Hey there! Do you want to learn about the amazing Galapagos sea lion? Look no further – I’ve got you covered with 9 Galapagos sea lion facts!
Galapagos Sea Lions Are Amazing
Galapagos sea lions are so cool! They are like real life mermaids in the water; quick and graceful. On land, though, it’s a different story. Although they may still pose quite a threat if angered, they are generally slow, clumsy, and very… very… sleep-py-yy…
Although Galapagos sea lions are very cute, they can be very dangerous and territorial, especially around mating season.
On land, the sea lions will use their front and back flippers like feet and drag themselves around.
Galapagos Sea Lions by the Numbers
- Latin name: (Zalophus wollebaeki)
- Length: 59-98 inches (150-250 cm)
- Weight: 110-880 lb (50-400 kg), smaller than their Californian cousins.
- Color: The Galapagos sea lion has a beautiful golden sheen to their brown and black coat.
- Cool feature: Galapagos sea lions are endemic to the Galapagos Islands.
When we were in Galapagos, I would sit in the common area at our resort and just watch the sea lions. They reminded me of adorable, lazy dogs.
9 Cool Galapagos Sea Lion Facts
I hope you enjoy these great Galapagos sea lion facts!
1. Wacky Naming System
In English, as we know, they are called “sea lions.” In Spanish, Galapagos sea lions are called “lobos del mar” wich translates to “wolves of the sea.”
Back to English, a male Galapagos sea lion is referred to as a “bull,” a female is known as a “cow,” and a baby is called a “pup.”
So, we’ve got: lions, wolves, cattle, and dogs; all in one species! Say what?!
2. Gimme, Gimme, Gimme!!
Galapagos sea lions can eat, eat, eat! A male can eat 30-45 lb (13-20 kg) and a female can eat 15-25 lb (6-11 kg) – every day.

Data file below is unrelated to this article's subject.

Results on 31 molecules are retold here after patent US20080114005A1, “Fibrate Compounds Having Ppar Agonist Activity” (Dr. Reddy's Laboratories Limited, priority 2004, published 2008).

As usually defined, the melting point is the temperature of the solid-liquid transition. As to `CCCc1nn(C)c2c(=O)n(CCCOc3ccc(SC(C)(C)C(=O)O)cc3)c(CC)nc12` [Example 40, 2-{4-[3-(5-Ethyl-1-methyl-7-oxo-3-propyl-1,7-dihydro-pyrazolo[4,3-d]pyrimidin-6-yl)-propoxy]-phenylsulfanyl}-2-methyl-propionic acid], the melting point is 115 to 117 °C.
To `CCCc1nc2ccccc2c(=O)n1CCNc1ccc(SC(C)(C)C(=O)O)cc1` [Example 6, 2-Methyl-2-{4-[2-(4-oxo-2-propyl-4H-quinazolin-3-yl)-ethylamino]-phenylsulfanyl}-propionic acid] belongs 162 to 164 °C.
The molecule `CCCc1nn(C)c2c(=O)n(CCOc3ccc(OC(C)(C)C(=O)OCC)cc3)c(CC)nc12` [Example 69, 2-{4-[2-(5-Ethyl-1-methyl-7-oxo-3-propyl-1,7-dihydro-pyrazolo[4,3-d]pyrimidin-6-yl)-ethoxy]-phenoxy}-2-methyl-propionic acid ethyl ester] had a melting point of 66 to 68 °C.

That’s like a guy eating 63 to 94 Big Mac’s every day! (Based on an average weight of 7.6oz per burger.)
3. What Do Galapagos Sea Lions Eat?
The diet of the Galapagos sea lion consists of 70% sardines. Blaaaahhh! Forget the Big Macs…
Some people love sardines. It’s all, “sardines this,” and “sardines that.” Sardines make me want to be a little bit sick. “Sardines” starts to sound really weird the more you say (or write) it. Sardines, sardines…
But to a sea lion sardines are fine dining!
4. Deep Diving
How deep can a Galapagos sea lion dive? They tend to average about 98-196 ft (30-60 m), but some have been recorded to dive up to (down to/up to?) 328 ft (100 m)!
To add a bit of context, humans, equipped with scuba gear and oxygen tanks, generally refrain from venturing deeper than 100 ft (30 m).
If they are going to dive deeper than that, they need special gas mixtures in their tanks so they don’t experience nitrogen narcosis, which can basically make a person feel and experience the symptoms of being drunk or high. Definitely a dangerous thing, especially when you’re 100 ft under!
This definitely gives me a new appreciation for how amazing the sea lions are. They freedive up to three times deeper than most people can with all of their special gear.
This raises the question: how long can the Galapagos sea lion hold its breath?
5. How Long Can Galapagos Sea Lions Hold Their Breath?
In short, Galapagos sea lions can hold their breath for up to 20 minutes.